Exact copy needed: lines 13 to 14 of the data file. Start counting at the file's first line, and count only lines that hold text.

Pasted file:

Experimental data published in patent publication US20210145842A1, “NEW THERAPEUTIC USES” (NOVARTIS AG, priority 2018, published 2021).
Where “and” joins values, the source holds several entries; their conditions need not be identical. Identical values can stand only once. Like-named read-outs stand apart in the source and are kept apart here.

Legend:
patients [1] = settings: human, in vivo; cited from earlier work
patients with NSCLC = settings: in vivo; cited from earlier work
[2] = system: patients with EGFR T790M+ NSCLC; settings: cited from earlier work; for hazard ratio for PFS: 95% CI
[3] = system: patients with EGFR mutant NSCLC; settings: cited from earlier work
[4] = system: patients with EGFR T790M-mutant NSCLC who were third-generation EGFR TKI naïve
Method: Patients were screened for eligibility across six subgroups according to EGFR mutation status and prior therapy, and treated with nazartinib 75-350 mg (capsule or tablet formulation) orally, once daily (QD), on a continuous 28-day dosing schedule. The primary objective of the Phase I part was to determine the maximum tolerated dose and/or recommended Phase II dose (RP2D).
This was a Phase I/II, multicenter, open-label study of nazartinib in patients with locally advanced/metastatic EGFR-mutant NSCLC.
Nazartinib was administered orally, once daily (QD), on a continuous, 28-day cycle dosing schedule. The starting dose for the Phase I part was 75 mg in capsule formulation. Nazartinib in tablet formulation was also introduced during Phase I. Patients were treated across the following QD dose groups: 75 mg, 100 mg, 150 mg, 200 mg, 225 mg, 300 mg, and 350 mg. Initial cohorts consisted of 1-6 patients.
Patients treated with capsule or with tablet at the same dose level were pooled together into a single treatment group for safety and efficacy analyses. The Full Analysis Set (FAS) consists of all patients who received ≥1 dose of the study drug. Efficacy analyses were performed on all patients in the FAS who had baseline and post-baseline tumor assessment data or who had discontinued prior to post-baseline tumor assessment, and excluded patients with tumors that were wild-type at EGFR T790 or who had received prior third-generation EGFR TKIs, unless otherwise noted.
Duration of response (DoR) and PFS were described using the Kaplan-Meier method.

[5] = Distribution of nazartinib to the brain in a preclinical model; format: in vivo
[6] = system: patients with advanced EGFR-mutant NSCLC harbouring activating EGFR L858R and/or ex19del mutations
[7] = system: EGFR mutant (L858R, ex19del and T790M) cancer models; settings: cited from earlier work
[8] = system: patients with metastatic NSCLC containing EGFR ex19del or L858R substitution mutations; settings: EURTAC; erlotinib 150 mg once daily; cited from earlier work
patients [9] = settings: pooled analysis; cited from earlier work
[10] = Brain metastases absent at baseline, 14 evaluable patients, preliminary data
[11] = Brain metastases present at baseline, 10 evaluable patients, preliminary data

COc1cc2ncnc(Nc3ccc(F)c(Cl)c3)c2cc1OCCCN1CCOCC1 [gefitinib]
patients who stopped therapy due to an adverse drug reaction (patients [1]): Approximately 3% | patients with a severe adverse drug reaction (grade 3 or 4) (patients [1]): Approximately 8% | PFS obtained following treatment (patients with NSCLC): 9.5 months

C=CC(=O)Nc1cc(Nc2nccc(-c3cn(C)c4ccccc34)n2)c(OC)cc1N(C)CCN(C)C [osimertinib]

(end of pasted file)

Duration of response (DoR) and PFS were described using the Kaplan-Meier method.

[5] = Distribution of nazartinib to the brain in a preclinical model; format: in vivo